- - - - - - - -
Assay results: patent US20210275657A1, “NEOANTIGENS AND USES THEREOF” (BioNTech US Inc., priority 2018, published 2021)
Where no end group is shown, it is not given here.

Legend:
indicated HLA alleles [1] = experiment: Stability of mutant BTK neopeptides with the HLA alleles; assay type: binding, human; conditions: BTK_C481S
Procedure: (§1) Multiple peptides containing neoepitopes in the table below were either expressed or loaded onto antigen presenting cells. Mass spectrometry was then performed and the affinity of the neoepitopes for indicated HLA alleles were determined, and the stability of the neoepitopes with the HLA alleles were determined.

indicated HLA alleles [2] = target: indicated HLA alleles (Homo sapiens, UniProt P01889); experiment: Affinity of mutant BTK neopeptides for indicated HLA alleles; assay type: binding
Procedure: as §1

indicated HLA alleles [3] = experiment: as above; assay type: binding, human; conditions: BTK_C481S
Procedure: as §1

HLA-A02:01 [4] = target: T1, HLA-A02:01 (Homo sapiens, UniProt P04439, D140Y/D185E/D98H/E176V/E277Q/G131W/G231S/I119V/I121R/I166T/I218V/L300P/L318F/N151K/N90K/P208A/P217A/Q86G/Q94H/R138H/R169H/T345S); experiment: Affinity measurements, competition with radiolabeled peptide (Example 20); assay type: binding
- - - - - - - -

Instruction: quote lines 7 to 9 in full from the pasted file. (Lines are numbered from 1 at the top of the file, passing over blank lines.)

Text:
Procedure: as §1

indicated HLA alleles [3] = experiment: as above; assay type: binding, human; conditions: BTK_C481S
Procedure: as §1